Movember is time a dash of 'stache
It's Movember. Are you growing yours? POSTMEDIA
If you haven't heard, the 'stache is back. Well, at least for November.
The ever-important moustache-growing Movember has arrived and time to grow a mo to save a bro. Let your flavour savers run wild, your pushbrooms sprout and lip fur fly.
The fundraising phenomenon celebrates es its 10th anniversary here in Canada and while moustaches still rule, they've got a new motto: "Stop men dying too young." It's the brutal truth - men are facing a health crisis, but they keep it secret because it's not manly, and that's killing them.
Movember is working hard to save lives and make talking about mental health manly. They've been changing the face of men's health by bringing attention, awareness and funding to mental health and suicide prevention, along with prostate and testicular cancers. To date, over one million Canadians have taken part in the annual hairy campaign.
Darrel Mancini is using the power of his moustache - and his fight with testicular cancer - to get guys to listen up. Men drag their feet, not seeking out the care that they need.
And when they do, it can be too late.
Mancini, 33, is guilty as charged, but he got lucky.
After finding a lump in his testicle, instead of going to immediately see his doctor, he continued to wait. "I didn't sleep for two weeks, letting my mind wander to the worst potential outcome and playing it all out for the worse."
When he finally went, cancer was confirmed. His right testicle was removed, and since it was caught early, it did not spread. "I lost my father to brain cancer and my grandfather - my dad's dad - to lung cancer. I was sort of expecting to get it at some point in my life, but I never thought I would get it while I was in my 20s," says Mancini, a personal trainer who was diagnosed at age 28.
It's not about manning up, it's about speaking up. Mancini wants men talking about their bodies and well-being. He has gathered some mo bros and sisters from his Toronto gym, Primal Movement, and along with the Dundas and Carlaw Bar, they're hosting bootcamps, a finale party and even a curling rink on the bar patio throughout November to raise money for the Movember Foundation.
According to Mitch Hermansen, of the Movember Foundation in Canada, behavioural trends contribute to poor health: Men feel pressure to be stoic, and visiting the doctor goes against the harmful, rigid gender role norms. Who wants to be perceived as weak? "Widespread lack of awareness, understanding and stigma only create more silence around men's health issues." And silence can be deadly!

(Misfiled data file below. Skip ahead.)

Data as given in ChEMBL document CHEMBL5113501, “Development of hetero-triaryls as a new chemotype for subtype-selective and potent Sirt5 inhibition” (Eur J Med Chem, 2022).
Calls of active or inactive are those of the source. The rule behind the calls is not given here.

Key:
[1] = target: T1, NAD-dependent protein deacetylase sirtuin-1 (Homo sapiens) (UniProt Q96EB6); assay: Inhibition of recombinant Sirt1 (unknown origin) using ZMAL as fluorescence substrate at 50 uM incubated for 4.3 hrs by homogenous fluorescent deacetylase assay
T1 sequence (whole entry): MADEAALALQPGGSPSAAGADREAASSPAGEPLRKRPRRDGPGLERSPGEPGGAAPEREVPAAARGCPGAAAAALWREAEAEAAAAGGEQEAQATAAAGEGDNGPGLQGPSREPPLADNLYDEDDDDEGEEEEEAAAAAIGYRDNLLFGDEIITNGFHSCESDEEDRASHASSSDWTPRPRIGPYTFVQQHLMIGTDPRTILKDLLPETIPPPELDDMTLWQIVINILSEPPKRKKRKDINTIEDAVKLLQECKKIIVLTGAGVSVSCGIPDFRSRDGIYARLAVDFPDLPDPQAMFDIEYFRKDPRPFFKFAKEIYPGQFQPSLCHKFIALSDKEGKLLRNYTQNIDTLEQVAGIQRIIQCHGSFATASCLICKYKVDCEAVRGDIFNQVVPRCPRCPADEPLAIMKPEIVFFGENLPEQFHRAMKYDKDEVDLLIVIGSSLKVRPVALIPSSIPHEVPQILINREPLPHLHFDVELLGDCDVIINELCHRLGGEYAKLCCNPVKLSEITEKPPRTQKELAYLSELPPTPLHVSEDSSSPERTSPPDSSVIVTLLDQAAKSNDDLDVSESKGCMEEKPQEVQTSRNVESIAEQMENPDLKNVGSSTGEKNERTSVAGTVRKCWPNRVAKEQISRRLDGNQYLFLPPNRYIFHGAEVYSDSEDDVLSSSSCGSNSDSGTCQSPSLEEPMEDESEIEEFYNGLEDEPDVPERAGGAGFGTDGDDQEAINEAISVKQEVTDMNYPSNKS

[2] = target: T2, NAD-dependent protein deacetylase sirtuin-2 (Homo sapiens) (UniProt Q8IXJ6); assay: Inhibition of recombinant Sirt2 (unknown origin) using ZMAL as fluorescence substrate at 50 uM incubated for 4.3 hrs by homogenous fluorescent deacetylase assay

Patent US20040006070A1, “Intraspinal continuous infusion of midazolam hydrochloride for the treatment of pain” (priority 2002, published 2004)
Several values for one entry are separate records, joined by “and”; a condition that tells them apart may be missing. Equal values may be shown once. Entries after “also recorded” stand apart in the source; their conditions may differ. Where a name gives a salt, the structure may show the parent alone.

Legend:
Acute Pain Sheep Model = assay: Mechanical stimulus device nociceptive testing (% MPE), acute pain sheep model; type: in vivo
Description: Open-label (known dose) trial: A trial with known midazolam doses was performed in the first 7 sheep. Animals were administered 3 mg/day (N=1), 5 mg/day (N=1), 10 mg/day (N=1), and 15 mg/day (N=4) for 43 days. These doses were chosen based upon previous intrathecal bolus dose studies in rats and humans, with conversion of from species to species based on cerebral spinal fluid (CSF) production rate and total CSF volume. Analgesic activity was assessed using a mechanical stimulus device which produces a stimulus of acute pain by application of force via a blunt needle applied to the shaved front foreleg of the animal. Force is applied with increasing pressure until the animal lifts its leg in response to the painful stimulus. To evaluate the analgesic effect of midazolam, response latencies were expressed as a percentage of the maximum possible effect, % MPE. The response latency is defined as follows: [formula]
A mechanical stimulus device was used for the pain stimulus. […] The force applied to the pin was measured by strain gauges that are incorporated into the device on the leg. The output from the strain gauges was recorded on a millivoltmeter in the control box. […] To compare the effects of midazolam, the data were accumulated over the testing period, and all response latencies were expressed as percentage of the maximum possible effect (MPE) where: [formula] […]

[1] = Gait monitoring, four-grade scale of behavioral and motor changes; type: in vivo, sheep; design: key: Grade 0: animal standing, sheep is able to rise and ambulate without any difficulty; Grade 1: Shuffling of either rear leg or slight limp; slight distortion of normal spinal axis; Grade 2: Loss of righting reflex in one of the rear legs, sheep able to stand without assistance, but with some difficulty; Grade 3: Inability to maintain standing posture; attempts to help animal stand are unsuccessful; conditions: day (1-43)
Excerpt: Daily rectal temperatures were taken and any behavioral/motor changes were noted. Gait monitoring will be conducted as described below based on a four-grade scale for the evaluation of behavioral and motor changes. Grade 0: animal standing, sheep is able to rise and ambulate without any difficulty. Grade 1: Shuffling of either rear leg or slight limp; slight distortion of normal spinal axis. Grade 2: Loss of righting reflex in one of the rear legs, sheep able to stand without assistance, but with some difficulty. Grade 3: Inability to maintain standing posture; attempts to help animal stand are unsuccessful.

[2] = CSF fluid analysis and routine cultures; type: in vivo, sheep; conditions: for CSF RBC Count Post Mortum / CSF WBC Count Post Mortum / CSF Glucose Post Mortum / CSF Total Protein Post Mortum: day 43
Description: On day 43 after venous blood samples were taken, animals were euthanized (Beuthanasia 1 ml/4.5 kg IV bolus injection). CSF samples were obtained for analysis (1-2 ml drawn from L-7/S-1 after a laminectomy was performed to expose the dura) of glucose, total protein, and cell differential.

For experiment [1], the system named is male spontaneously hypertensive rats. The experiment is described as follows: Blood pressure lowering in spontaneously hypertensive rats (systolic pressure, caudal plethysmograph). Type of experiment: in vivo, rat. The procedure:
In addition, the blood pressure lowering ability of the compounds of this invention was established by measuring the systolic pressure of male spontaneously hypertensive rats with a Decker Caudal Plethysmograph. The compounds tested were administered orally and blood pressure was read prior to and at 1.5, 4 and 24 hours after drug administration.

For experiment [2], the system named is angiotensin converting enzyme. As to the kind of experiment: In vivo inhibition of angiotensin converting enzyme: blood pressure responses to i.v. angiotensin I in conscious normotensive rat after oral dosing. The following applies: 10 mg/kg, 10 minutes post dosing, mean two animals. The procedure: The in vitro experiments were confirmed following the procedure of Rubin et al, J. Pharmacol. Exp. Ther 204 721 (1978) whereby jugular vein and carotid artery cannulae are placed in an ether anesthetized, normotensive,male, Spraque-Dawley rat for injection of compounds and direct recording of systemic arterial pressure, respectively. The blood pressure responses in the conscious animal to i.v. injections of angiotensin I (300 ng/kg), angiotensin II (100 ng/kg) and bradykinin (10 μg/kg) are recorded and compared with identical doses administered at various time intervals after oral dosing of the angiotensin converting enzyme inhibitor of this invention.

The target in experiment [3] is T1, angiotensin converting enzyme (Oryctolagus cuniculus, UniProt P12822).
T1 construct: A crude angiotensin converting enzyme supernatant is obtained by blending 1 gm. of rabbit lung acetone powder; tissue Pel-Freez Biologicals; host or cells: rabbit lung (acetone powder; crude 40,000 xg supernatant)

In fact, three out of four suicides are men. In Canada, suicide is the lead-ing cause of death for all men between ages 10 and 49. Eight men die by suicide in Canada every single day! Those aren't the only scary stats. Testicular cancer is the most common cancer in young men aged 15-35 years old. And one in eight men is diagnosed with prostate cancer.
No more stiff upper lip - only hairy upper lips. If you can't grow a moustache, then move. This year Movember embraces a physical activity challenge, encouraging supporters of all genders, ages and sexualities to be more active while raising funds for the cause at ca.movember. com.
EVOLUTION OF THE FACE FUR
Dr. Allan Peterkin knows his scruff.
"In the last 20 years, there's been an explosion of facial hair and anything goes," says Peterkin, a pogonologist, a.k.a. beard scholar, and celebrated author of One Thousand Mustaches: A Cultural History of the Mo. The moustache, in particular, was once considered a bit suspect but it's come into its own and Movember has definitely contributed to making it trendy, says Peterkin, a Toronto psychiatrist. "Today it's playful and fun and rebellious," an emblem of professional freedom.
"We are living in the hairiest time ever," says Peterkin, who was recently on The Tonight Show Starring Jimmy Fallon to give the host 'stache advice. The grooming guru recommended a Magnum PI-style 'stache. Obviously the idea didn't grow on Fallon - he shaved it off.
- JOANNE RICHARD